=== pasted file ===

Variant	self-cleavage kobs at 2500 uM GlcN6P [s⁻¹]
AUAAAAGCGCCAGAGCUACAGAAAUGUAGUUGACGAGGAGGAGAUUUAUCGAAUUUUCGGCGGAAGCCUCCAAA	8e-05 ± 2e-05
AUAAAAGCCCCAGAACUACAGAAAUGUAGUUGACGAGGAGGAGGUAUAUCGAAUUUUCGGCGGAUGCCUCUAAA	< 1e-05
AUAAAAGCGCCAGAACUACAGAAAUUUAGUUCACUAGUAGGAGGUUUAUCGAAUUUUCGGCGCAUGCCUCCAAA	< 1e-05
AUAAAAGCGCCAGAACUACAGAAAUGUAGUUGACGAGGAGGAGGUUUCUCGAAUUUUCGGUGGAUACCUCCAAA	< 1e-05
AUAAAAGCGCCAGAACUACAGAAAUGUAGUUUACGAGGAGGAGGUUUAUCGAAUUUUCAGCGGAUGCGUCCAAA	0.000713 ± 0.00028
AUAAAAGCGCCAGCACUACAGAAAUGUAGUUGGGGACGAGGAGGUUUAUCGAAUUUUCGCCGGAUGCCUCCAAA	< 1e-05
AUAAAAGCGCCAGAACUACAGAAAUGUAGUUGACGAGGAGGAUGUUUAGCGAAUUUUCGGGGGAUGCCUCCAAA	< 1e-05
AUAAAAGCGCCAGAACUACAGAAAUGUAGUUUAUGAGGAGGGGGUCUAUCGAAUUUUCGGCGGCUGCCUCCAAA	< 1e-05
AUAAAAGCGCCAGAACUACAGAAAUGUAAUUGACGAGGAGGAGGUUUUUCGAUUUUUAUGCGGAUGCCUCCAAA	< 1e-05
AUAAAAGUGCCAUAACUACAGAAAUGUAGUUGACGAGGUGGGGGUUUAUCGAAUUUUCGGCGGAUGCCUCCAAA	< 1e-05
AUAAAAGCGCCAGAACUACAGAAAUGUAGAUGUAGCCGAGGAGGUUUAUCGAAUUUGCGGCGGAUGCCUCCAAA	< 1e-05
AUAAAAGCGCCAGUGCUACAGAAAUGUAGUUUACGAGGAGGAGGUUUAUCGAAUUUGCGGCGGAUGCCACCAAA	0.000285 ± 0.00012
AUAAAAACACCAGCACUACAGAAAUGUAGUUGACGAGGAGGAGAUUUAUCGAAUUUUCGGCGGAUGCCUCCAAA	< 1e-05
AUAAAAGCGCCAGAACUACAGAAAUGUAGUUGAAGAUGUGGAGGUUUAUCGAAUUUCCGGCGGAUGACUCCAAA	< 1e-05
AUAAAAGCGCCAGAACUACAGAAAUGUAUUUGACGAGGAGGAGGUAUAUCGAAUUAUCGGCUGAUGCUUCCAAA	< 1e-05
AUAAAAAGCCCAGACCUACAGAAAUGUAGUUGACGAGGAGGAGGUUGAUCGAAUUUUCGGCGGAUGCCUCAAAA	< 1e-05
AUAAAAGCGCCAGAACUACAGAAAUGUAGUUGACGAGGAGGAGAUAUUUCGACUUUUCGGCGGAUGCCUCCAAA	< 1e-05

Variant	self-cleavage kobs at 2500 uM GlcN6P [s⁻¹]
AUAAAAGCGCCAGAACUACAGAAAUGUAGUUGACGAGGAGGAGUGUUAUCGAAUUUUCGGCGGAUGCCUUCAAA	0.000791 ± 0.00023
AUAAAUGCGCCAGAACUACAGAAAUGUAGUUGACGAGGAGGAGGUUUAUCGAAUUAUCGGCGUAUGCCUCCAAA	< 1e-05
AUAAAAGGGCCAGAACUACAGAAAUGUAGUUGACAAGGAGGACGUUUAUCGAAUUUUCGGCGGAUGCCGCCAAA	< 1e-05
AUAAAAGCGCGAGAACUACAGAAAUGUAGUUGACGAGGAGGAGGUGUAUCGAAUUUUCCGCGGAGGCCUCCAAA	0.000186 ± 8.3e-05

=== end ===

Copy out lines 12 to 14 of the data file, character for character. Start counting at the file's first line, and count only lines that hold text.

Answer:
AUAAAAGCGCCAGAACUACAGAAAUGUAGAUGUAGCCGAGGAGGUUUAUCGAAUUUGCGGCGGAUGCCUCCAAA	< 1e-05
AUAAAAGCGCCAGUGCUACAGAAAUGUAGUUUACGAGGAGGAGGUUUAUCGAAUUUGCGGCGGAUGCCACCAAA	0.000285 ± 0.00012
AUAAAAACACCAGCACUACAGAAAUGUAGUUGACGAGGAGGAGAUUUAUCGAAUUUUCGGCGGAUGCCUCCAAA	< 1e-05